It's no secret Instagram is an extremely useful tool for marketers. According to a study by Simply Measured, 59% of the top 100 brands are on Instagram, and 41% of those post at least one photo per week. However, like most services, Instagram is not perfect, and there's room for improvement to make it as essential a network for business as Facebook.
Related Article: Instagram Engagement Outpacing Facebook
Here are 5 things Instagram could do to make the experience better, especially from a marketing standpoint. If these things were put into place, they'd not only benefit marketers, but make the site more user-friendly for their target audience.
1. Add a Post Scheduling Feature
The Problem: Many marketing companies use third-party services or the native calendar feature to schedule Facebook posts in order to make the timeliest impacts possible (sometimes with undesirable results). However, advance scheduling is currently not possible with Instagram's API.
The Workaround: Although there are some services that offer scheduling features, it is neither perfect nor straightforward. Latergram.me and Schedugr.am are two services that allow you to schedule posts ahead of time, but they both have very limited (if any) free account options.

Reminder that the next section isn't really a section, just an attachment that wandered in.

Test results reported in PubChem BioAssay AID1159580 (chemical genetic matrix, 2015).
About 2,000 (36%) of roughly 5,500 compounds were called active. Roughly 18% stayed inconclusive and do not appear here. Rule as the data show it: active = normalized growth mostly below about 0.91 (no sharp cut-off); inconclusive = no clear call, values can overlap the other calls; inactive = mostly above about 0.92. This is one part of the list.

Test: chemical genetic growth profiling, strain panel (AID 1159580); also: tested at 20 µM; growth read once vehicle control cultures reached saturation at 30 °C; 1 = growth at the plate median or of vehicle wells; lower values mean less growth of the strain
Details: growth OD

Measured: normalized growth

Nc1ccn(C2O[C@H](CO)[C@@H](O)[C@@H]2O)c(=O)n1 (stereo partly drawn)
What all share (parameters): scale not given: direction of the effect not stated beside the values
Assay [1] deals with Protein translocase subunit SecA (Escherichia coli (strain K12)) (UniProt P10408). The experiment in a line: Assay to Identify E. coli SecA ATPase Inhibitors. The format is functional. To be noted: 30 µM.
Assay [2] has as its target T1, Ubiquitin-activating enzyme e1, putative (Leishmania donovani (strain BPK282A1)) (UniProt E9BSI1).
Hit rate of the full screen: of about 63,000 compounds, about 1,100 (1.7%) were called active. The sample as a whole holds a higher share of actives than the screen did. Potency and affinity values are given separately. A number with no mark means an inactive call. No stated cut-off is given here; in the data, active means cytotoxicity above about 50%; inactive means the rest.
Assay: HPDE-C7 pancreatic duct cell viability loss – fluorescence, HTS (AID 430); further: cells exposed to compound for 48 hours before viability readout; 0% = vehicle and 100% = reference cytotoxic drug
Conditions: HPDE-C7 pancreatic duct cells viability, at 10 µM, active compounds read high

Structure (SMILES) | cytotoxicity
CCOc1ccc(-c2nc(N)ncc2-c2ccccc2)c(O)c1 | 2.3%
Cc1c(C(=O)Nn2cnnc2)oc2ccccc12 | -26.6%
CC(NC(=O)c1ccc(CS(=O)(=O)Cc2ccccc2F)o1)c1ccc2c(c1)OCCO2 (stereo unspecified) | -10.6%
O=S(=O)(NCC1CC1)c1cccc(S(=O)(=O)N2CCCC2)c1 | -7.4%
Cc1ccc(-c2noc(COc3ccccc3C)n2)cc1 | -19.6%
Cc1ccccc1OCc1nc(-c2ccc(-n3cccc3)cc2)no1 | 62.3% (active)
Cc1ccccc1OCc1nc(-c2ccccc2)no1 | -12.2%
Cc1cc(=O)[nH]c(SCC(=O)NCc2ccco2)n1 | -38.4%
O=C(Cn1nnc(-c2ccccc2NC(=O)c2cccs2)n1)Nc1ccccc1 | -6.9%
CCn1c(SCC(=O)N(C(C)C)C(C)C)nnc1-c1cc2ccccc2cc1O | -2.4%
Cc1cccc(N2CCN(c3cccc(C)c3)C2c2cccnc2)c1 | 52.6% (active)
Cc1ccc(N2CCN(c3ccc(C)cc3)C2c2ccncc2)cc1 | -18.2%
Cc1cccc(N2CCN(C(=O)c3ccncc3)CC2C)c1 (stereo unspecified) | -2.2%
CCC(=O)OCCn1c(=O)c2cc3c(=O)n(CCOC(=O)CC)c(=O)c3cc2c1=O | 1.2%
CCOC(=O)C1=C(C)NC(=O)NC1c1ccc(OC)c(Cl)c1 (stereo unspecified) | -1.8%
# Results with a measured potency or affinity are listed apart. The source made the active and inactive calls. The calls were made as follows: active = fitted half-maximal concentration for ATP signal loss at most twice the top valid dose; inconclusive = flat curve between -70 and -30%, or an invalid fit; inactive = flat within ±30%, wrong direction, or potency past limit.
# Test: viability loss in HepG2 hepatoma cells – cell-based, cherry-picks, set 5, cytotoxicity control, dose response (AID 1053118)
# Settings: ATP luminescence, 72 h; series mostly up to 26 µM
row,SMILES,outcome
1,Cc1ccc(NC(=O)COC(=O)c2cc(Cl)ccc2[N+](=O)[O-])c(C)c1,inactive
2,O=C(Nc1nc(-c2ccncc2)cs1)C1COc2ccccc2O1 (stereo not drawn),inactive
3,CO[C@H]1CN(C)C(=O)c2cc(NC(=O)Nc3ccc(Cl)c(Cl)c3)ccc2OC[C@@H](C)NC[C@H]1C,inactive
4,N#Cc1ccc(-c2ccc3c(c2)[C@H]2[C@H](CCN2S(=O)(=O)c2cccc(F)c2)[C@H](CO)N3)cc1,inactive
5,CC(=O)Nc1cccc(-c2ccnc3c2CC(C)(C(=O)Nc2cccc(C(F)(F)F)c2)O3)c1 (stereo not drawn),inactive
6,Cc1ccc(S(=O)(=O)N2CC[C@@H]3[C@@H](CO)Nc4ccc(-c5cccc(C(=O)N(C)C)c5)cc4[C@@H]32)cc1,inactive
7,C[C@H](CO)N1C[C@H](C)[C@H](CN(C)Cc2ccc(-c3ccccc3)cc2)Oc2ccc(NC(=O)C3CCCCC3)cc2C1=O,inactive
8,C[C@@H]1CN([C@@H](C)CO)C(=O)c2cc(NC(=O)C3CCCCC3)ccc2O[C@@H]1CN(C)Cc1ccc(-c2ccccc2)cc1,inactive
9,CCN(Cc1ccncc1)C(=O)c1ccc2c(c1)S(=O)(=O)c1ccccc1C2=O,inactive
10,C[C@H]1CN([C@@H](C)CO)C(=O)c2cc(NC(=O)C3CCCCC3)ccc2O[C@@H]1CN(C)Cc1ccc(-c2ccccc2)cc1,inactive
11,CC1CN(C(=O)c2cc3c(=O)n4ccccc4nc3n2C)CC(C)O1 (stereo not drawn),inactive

The Solution: I would love to see the same advanced scheduling features available on Instagram as we already have access to with Facebook.
2. Provide Better Comment Management Options
The Problem: The Instagram app provides notifications about user comments, but that feature doesn't extend to email. Even though marketers are learning to become increasingly reliant on respective apps, the fact Instagram doesn't currently provide notifications outside of the app. Additionally, Instagram stops notifying the poster after a certain number of likes and comments, which can be a problem for a marketer. The more ways marketers can receive word of followers' interactions, the easier it'll be for them to nurture engagement.
The Workaround: Again, third-party services have stepped in to fill the void. I personally use Iconosquare, which has very well-developed comment management features that treat your followers’ comments like an email inbox.
The Solution: It’s simple—give us the option for email notifications, so we know when new comments come in without having to log in!
3. Allow Links in Image Descriptions
The Problem: On other social media sites, links have always been the direct vein from the network to a brand's website. Outside of that great value, they also provide an excellent way to give further details about an image, especially if it's a picture of a product. At the moment, Instagram is very limited in that respect. In fact, the only place where it's possible to use an embedded link is on your user profile.
This would be fine, except if a mobile Instagram user (remember: that’s most of Instagram’s user base) visits your profile link via Instagram, the referral source doesn't get registered by Google Analytics, because the user has to go through a mobile browser.